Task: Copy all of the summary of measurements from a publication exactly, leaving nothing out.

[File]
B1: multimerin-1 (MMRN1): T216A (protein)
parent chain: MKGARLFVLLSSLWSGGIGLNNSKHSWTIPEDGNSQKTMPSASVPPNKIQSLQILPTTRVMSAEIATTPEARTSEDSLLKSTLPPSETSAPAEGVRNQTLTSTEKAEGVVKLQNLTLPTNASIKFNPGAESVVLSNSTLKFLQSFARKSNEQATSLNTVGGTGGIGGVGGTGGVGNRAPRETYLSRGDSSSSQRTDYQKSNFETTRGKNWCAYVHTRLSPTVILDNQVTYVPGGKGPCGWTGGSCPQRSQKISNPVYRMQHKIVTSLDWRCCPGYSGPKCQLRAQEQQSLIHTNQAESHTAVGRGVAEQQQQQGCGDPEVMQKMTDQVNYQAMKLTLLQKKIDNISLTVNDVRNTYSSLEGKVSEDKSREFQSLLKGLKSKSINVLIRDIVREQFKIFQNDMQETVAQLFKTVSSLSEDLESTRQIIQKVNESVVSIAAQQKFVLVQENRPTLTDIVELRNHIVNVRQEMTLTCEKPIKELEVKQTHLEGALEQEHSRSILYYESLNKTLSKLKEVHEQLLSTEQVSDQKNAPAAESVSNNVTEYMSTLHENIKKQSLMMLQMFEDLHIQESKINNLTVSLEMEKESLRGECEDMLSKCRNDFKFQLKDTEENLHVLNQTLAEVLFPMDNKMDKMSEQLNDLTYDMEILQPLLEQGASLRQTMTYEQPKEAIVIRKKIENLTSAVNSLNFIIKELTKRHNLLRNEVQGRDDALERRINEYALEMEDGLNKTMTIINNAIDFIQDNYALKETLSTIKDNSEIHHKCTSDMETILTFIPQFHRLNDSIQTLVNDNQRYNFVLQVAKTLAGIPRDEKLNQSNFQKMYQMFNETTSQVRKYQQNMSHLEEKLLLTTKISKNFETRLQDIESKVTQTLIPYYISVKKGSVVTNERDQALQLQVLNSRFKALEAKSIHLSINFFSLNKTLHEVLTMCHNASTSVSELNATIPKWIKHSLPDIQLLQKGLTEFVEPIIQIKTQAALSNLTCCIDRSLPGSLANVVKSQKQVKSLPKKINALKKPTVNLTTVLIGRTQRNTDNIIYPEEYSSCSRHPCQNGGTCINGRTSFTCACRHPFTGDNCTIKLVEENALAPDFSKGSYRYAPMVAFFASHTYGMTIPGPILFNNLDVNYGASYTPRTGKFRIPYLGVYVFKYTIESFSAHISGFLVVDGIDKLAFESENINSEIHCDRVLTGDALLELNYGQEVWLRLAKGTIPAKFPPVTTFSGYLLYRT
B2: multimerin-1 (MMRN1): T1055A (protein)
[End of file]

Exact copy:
B1: multimerin-1 (MMRN1): T216A (protein)
parent chain: MKGARLFVLLSSLWSGGIGLNNSKHSWTIPEDGNSQKTMPSASVPPNKIQSLQILPTTRVMSAEIATTPEARTSEDSLLKSTLPPSETSAPAEGVRNQTLTSTEKAEGVVKLQNLTLPTNASIKFNPGAESVVLSNSTLKFLQSFARKSNEQATSLNTVGGTGGIGGVGGTGGVGNRAPRETYLSRGDSSSSQRTDYQKSNFETTRGKNWCAYVHTRLSPTVILDNQVTYVPGGKGPCGWTGGSCPQRSQKISNPVYRMQHKIVTSLDWRCCPGYSGPKCQLRAQEQQSLIHTNQAESHTAVGRGVAEQQQQQGCGDPEVMQKMTDQVNYQAMKLTLLQKKIDNISLTVNDVRNTYSSLEGKVSEDKSREFQSLLKGLKSKSINVLIRDIVREQFKIFQNDMQETVAQLFKTVSSLSEDLESTRQIIQKVNESVVSIAAQQKFVLVQENRPTLTDIVELRNHIVNVRQEMTLTCEKPIKELEVKQTHLEGALEQEHSRSILYYESLNKTLSKLKEVHEQLLSTEQVSDQKNAPAAESVSNNVTEYMSTLHENIKKQSLMMLQMFEDLHIQESKINNLTVSLEMEKESLRGECEDMLSKCRNDFKFQLKDTEENLHVLNQTLAEVLFPMDNKMDKMSEQLNDLTYDMEILQPLLEQGASLRQTMTYEQPKEAIVIRKKIENLTSAVNSLNFIIKELTKRHNLLRNEVQGRDDALERRINEYALEMEDGLNKTMTIINNAIDFIQDNYALKETLSTIKDNSEIHHKCTSDMETILTFIPQFHRLNDSIQTLVNDNQRYNFVLQVAKTLAGIPRDEKLNQSNFQKMYQMFNETTSQVRKYQQNMSHLEEKLLLTTKISKNFETRLQDIESKVTQTLIPYYISVKKGSVVTNERDQALQLQVLNSRFKALEAKSIHLSINFFSLNKTLHEVLTMCHNASTSVSELNATIPKWIKHSLPDIQLLQKGLTEFVEPIIQIKTQAALSNLTCCIDRSLPGSLANVVKSQKQVKSLPKKINALKKPTVNLTTVLIGRTQRNTDNIIYPEEYSSCSRHPCQNGGTCINGRTSFTCACRHPFTGDNCTIKLVEENALAPDFSKGSYRYAPMVAFFASHTYGMTIPGPILFNNLDVNYGASYTPRTGKFRIPYLGVYVFKYTIESFSAHISGFLVVDGIDKLAFESENINSEIHCDRVLTGDALLELNYGQEVWLRLAKGTIPAKFPPVTTFSGYLLYRT
B2: multimerin-1 (MMRN1): T1055A (protein)